State school

State school

State school is an expression used in Australia, New Zealand, and the United Kingdom to distinguish schools provided by the government from privately run schools. In South Africa such schools are simply referred to as 'government schools'.

United Kingdom

In the United Kingdom, the term, state school, refers to government-funded schools which provide education free of charge to pupils. The contrast to this are fee-paying schools, often called "independent schools", "private schools" or "public schools" (in the UK only; in the US, for example, public schools are government-funded).

According to the Good Schools Guide,

In the UK, state schools exist in a bewildering variety of forms. Over the last hundred years, successive governments have struggled to improve education by reforming its structure, over and over again. What all state schools have in common is that they are entirely free to parents, being funded through taxation.

In England and Wales the term public school is often used to refer to fee-paying schools. "Public" is used here in a somewhat archaic sense, meaning that they are open to any member of the public, distinguished from religious schools which are open only to members of that religion. Some people call only the older fee-paying schools, public schools, while others use the term for any such school.

In Scotland, where the educational system is distinctly different from the rest of UK, the term public school was once used officially to describe state schools (being, as they were, publicly owned) - although preference is now being given to the term 'state school'. Use of public school in Scotland is ambiguous in definition as it can be used in both contexts as schools such as Fettes College in Edinburgh are often considered alongside other independent private schools; however, the peculiarly Scottish use of the term has found favour abroad, particularly in the United States and Canada.

The National Curriculum is followed in all state schools in England, Northern Ireland and Wales. In Northern Ireland secondary-level schools are divided into Grammar schools, Secondary schools and Catholic-maintained schools, with an increasing number of Integrated schools. There are also a small number of voluntary Irish Language schools.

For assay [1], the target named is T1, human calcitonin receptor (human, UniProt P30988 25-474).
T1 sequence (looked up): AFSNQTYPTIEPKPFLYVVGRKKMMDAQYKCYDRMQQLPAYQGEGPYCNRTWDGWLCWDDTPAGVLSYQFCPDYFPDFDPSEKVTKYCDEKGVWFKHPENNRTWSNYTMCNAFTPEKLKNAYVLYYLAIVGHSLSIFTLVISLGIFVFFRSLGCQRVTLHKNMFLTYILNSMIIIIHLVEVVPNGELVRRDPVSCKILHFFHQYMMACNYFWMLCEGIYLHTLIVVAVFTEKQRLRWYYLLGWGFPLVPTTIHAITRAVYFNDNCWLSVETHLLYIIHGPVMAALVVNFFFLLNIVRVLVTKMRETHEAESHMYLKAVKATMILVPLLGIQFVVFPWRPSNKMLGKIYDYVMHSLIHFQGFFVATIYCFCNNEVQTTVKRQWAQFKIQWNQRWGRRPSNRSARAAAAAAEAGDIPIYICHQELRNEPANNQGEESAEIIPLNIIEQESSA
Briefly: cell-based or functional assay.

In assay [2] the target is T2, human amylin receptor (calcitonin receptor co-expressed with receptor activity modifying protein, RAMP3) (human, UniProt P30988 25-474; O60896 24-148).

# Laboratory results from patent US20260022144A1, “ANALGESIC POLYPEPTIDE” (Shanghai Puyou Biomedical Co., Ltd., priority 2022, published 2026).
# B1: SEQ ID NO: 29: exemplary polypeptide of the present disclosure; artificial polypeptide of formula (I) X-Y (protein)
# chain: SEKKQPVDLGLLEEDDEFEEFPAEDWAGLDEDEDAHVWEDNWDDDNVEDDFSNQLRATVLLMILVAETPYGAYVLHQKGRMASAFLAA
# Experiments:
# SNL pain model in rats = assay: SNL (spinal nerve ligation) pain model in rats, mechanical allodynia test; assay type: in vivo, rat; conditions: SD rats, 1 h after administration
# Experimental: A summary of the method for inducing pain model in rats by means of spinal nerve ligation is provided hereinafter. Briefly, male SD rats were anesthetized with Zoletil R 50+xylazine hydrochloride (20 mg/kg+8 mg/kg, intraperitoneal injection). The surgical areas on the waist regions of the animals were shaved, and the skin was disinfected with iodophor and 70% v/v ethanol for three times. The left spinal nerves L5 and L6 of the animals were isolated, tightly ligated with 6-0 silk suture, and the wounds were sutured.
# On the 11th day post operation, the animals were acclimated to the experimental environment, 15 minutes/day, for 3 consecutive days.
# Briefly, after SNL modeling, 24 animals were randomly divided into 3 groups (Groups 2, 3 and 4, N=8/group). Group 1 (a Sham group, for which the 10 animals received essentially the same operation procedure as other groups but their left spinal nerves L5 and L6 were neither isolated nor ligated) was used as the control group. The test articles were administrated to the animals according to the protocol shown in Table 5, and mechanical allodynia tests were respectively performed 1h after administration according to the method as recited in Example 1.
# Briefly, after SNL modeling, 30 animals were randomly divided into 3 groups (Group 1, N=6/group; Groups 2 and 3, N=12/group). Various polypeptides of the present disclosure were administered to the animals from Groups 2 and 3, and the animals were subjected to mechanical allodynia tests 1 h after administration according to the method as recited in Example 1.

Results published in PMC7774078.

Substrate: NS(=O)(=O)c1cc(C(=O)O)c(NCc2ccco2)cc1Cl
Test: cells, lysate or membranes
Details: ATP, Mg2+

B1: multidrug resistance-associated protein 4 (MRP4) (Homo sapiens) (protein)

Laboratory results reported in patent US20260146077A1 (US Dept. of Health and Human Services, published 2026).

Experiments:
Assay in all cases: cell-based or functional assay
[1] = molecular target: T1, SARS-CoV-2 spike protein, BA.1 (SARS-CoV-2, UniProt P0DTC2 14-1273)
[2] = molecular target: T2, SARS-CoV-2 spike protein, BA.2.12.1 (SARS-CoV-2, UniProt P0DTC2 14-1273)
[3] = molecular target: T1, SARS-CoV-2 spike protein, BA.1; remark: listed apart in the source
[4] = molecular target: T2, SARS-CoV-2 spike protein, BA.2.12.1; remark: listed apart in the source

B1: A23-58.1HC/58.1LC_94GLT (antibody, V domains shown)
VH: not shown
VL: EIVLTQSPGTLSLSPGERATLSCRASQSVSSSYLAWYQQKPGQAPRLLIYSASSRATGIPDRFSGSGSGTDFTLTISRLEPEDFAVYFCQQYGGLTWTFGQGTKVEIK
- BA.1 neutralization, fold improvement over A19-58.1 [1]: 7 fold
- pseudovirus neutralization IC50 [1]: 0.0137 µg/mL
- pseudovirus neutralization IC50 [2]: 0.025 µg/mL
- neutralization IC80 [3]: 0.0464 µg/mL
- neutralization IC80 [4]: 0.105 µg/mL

Throughout education in the UK, state schools are under the control of local councils (Local Education Authorities in England and Wales; Department of Education in Northern Ireland), save for cases where independent schools are funded directly as in City Academies. Thus in the great majority of cases the phrase "state school" is a misnomer, and the more correct term maintained school is used in technical literature.

Some state schools, known as faith schools, are dedicated to the teaching and indoctrination of a single religion. Some maintained schools are partially funded by religious or other charitable bodies; these are known as voluntary aided schools or voluntary controlled schools.

The oldest state school in England is Beverley Grammar School, which was founded in 700 AD.


In Australia state schools are the responsibility of the state governments. States Schools grew out of the system of National Schools in the mid-19th century.

United States

In the United States, state school is a colloquial term for state university, a college or university in a state university system. Public school refers to primary and secondary schools which are funded and/or run by a governmental entity.

State school is also a term used somewhat condescendingly or derisively by students and alumni of some "University of" schools to refer to "State University" schools of the same state, e.g., referring to any California State University from the perspective of the University of California.

In Texas, "state school" is the designated term for a state-run residential facility for people with developmental disabilities.

South Africa

In South Africa, a state school or government school refers to a school that is state-controlled. These are officially called public schools according to the South African Schools Act of 1996, but it is a term that is not used colloquially.


External Links

Explanatory article at the Good Schools Guide

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